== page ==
The Freedom to Speak Up Review was a review into whistleblowing in the NHS in England. It was announced on 24 June 2014 and it was chaired by Sir Robert Francis. The review was originally expected to report in November 2014 but took longer because of a huge volume of input material: 17,500 online responses and 600 postal responses.
The report was published on 11 February 2015.
Francis outlined twenty principles and associated actions, then concluded by making just two recommendations:
- for all NHS organisations and regulators to implement all the principles and actions;
- for the Secretary of State to review progress annually.
The twenty principles to allow a consistent approach to raising concerns, while still allowing some flexibility, included:
- Culture of raising concerns - to make raising issues a part of normal routine business of any well-led NHS organisation.
- Culture free from bullying - freedom of staff to speak out relies on staff being able to work in a culture which is free from bullying.
- Training - every member of staff should receive training in their trust's approach to raising concerns and in receiving and acting on them.
- Support - all NHS trusts should ensure there is a dedicated person to whom concerns can be easily reported and without formality, a "Freedom to Speak Up Guardian" .
- Support to find alternative employment in the NHS - where a worker who has raised a concern cannot, as a result, continue their role, the NHS should help them seek an alternative job.
The National Guardian’s Office is an independent, non-statutory body with the remit to lead culture change in the NHS, so that speaking up becomes "business as usual". The office is sponsored by the Care Quality Commission, NHS England and NHS Improvement.
In January 2016 Eileen Sills was appointed as the first Freedom to Speak Up National Guardian for the NHS. She resigned two months later, citing that she did not have sufficient time to combine this role with her other work. Dr Henrietta Hughes was appointed as the second Freedom to Speak Up National Guardian in July 2016.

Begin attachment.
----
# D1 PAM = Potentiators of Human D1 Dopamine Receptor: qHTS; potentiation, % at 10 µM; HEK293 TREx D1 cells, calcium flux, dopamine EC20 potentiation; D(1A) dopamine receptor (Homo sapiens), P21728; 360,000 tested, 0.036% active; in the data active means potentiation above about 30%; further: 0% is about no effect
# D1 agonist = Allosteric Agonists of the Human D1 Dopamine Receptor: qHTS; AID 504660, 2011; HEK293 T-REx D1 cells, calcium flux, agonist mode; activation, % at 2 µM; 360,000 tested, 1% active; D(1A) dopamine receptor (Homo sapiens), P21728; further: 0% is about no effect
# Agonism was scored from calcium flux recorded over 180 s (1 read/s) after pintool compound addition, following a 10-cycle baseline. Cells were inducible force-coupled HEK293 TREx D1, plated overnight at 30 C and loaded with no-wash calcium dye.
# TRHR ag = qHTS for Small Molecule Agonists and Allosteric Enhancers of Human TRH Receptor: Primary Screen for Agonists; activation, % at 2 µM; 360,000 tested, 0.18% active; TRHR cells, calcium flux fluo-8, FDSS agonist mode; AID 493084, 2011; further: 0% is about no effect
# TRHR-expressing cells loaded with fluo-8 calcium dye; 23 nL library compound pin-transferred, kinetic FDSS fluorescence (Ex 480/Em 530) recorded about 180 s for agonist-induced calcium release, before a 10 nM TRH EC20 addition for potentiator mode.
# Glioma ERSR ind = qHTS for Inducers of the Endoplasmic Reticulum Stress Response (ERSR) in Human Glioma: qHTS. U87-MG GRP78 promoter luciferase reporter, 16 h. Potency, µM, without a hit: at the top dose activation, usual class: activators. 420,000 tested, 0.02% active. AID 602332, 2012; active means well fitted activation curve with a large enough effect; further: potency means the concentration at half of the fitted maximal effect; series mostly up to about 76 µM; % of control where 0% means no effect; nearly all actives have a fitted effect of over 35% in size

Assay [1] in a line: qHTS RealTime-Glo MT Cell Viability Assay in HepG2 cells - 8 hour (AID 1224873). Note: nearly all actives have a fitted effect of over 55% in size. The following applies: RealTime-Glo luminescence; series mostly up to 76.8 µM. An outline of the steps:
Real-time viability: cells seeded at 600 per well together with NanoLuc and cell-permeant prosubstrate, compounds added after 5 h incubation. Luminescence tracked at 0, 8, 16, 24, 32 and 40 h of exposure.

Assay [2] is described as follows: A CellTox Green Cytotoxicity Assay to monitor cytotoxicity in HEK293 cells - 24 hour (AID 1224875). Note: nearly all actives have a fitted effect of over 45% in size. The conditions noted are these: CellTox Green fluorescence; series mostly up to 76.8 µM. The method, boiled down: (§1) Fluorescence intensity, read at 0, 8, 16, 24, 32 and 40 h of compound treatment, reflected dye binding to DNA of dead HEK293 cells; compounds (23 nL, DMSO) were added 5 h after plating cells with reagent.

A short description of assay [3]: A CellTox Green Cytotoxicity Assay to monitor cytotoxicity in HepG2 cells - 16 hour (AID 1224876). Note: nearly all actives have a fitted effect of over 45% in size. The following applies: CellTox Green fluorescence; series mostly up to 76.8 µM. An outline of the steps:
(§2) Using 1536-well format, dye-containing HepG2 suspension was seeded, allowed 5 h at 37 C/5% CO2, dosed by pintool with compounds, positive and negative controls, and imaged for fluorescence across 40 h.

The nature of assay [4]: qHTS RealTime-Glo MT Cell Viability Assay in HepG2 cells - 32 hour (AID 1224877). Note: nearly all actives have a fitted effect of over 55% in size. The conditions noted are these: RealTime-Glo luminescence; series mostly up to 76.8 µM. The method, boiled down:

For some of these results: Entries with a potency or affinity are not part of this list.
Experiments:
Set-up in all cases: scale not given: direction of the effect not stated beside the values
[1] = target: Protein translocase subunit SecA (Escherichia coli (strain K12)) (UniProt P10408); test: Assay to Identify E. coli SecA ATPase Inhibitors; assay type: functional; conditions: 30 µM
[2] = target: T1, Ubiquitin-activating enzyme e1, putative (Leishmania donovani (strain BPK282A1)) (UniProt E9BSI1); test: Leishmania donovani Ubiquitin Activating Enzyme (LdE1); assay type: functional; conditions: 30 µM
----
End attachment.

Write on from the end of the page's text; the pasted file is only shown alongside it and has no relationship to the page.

- "Freedom to Speak Up Review". webarchive.nationalarchives.gov.uk. Archived from the original on 2015-02-18. CS1 maint: discouraged parameter (link) CS1 maint: bot: original URL status unknown (link)
- Campbell, Denis (11 February 2015). "NHS whistleblowers report offers no prescription for ending cover-up culture". The Guardian. Retrieved 9 January 2016. CS1 maint: discouraged parameter (link)
- Walsh, Peter (November 2014). "Francis's Freedom to Speak Up review: An openness and transparency revolution or just another report?". Clinical Risk. 20 (6): 128. doi:10.1177/1356262215575958.
- Patrick Sawer, Laura Donnelly The Telegraph (11 February 2015) Whistleblowing: 'It's still not safe for us to speak out'
- www.nationalguardian.org.uk https://www.nationalguardian.org.uk/about-the-ngo/. Retrieved 2019-10-29. Missing or empty
- Dame Eileen Sills Archived 2016-01-26 at the Wayback Machine Care Quality Commission website 7 Jan 2016
- CQC appoints first National Guardian for the freedom to speak up in the NHS Care Quality Commission website 7 Jan 2016
- The National Freedom to Speak Up Guardian for the NHS Archived 2016-01-26 at the Wayback Machine Care Quality Commission website 7 Jan 2016
- Quinn, Ben (7 March 2016). "NHS's first 'national guardian' resigns after two months" – via The Guardian.
- Care Quality Commission, New National Guardian appointed to lead the NHS in speaking up freely and safely, 7 July 2016